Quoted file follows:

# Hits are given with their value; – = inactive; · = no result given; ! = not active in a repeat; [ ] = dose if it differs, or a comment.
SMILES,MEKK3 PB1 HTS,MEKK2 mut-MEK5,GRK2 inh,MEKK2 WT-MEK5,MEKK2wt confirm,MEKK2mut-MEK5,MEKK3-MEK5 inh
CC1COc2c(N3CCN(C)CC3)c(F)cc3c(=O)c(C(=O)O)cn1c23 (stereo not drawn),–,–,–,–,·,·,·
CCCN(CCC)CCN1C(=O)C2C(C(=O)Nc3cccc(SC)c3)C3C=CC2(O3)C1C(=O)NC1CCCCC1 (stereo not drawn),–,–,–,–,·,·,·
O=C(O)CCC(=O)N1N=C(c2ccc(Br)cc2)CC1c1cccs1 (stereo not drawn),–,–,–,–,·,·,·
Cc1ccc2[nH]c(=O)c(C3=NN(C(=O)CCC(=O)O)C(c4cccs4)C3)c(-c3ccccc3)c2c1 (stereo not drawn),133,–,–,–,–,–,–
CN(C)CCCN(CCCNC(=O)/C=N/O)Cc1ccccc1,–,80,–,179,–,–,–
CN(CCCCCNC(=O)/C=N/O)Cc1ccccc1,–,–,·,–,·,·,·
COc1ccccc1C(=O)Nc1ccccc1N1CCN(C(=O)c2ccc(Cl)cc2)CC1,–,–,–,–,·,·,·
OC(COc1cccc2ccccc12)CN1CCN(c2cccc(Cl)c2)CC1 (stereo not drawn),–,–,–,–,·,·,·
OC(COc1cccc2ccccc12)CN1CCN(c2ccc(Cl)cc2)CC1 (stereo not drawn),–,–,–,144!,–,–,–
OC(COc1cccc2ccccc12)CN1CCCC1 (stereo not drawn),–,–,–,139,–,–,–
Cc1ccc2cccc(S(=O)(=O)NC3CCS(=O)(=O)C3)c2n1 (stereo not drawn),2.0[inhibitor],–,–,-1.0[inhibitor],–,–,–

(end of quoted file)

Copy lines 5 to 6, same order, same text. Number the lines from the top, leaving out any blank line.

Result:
O=C(O)CCC(=O)N1N=C(c2ccc(Br)cc2)CC1c1cccs1 (stereo not drawn),–,–,–,–,·,·,·
Cc1ccc2[nH]c(=O)c(C3=NN(C(=O)CCC(=O)O)C(c4cccs4)C3)c(-c3ccccc3)c2c1 (stereo not drawn),133,–,–,–,–,–,–